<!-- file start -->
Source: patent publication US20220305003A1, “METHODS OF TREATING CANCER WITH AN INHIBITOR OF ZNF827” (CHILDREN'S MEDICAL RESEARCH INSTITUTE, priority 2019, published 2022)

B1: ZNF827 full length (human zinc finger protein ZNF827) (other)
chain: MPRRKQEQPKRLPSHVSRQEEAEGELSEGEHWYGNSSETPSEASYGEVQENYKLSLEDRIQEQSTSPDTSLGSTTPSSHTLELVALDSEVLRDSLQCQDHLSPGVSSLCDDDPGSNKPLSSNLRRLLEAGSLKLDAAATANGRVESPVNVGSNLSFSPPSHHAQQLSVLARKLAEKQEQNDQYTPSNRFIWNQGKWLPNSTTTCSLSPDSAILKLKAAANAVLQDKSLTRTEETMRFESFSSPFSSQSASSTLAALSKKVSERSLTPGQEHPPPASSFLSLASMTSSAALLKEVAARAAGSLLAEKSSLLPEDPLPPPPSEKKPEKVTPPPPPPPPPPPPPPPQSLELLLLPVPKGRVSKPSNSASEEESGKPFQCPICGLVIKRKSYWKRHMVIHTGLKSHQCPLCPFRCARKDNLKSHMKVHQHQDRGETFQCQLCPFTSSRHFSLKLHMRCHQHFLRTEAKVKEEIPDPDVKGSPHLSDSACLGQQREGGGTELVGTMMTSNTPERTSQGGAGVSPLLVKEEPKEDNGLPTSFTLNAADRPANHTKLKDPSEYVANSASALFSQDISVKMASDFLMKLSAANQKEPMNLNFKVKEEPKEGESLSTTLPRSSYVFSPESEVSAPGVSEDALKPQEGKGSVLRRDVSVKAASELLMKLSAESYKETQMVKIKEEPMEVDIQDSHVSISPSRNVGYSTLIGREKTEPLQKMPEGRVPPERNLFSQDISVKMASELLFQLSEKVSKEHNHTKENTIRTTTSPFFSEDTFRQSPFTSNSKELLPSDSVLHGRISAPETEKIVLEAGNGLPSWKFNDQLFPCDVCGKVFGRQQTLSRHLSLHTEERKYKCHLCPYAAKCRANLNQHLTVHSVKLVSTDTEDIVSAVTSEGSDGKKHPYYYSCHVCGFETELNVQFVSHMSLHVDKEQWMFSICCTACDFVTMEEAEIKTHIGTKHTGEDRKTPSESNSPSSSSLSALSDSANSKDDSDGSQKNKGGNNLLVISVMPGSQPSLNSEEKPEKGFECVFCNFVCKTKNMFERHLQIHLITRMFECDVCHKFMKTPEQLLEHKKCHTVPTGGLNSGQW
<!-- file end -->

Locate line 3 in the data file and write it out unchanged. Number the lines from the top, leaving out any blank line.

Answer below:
chain: MPRRKQEQPKRLPSHVSRQEEAEGELSEGEHWYGNSSETPSEASYGEVQENYKLSLEDRIQEQSTSPDTSLGSTTPSSHTLELVALDSEVLRDSLQCQDHLSPGVSSLCDDDPGSNKPLSSNLRRLLEAGSLKLDAAATANGRVESPVNVGSNLSFSPPSHHAQQLSVLARKLAEKQEQNDQYTPSNRFIWNQGKWLPNSTTTCSLSPDSAILKLKAAANAVLQDKSLTRTEETMRFESFSSPFSSQSASSTLAALSKKVSERSLTPGQEHPPPASSFLSLASMTSSAALLKEVAARAAGSLLAEKSSLLPEDPLPPPPSEKKPEKVTPPPPPPPPPPPPPPPQSLELLLLPVPKGRVSKPSNSASEEESGKPFQCPICGLVIKRKSYWKRHMVIHTGLKSHQCPLCPFRCARKDNLKSHMKVHQHQDRGETFQCQLCPFTSSRHFSLKLHMRCHQHFLRTEAKVKEEIPDPDVKGSPHLSDSACLGQQREGGGTELVGTMMTSNTPERTSQGGAGVSPLLVKEEPKEDNGLPTSFTLNAADRPANHTKLKDPSEYVANSASALFSQDISVKMASDFLMKLSAANQKEPMNLNFKVKEEPKEGESLSTTLPRSSYVFSPESEVSAPGVSEDALKPQEGKGSVLRRDVSVKAASELLMKLSAESYKETQMVKIKEEPMEVDIQDSHVSISPSRNVGYSTLIGREKTEPLQKMPEGRVPPERNLFSQDISVKMASELLFQLSEKVSKEHNHTKENTIRTTTSPFFSEDTFRQSPFTSNSKELLPSDSVLHGRISAPETEKIVLEAGNGLPSWKFNDQLFPCDVCGKVFGRQQTLSRHLSLHTEERKYKCHLCPYAAKCRANLNQHLTVHSVKLVSTDTEDIVSAVTSEGSDGKKHPYYYSCHVCGFETELNVQFVSHMSLHVDKEQWMFSICCTACDFVTMEEAEIKTHIGTKHTGEDRKTPSESNSPSSSSLSALSDSANSKDDSDGSQKNKGGNNLLVISVMPGSQPSLNSEEKPEKGFECVFCNFVCKTKNMFERHLQIHLITRMFECDVCHKFMKTPEQLLEHKKCHTVPTGGLNSGQW